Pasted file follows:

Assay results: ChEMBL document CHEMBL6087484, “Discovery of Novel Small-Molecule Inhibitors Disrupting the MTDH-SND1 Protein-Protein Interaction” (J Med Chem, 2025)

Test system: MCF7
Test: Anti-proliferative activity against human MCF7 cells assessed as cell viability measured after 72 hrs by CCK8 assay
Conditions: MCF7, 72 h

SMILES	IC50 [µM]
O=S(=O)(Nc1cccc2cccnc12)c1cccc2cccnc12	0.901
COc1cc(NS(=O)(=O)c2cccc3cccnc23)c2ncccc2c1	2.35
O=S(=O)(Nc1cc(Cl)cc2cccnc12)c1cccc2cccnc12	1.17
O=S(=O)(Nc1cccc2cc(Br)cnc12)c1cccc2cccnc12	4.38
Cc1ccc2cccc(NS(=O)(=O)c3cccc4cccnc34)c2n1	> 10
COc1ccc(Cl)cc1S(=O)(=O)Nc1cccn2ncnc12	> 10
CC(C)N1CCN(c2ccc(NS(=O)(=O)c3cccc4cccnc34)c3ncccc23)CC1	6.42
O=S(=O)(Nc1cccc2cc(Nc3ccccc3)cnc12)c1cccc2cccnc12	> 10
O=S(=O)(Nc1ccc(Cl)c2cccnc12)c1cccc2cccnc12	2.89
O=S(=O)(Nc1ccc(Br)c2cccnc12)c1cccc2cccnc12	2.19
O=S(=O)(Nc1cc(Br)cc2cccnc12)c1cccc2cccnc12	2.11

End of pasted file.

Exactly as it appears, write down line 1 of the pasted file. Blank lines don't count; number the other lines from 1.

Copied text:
Assay results: ChEMBL document CHEMBL6087484, “Discovery of Novel Small-Molecule Inhibitors Disrupting the MTDH-SND1 Protein-Protein Interaction” (J Med Chem, 2025)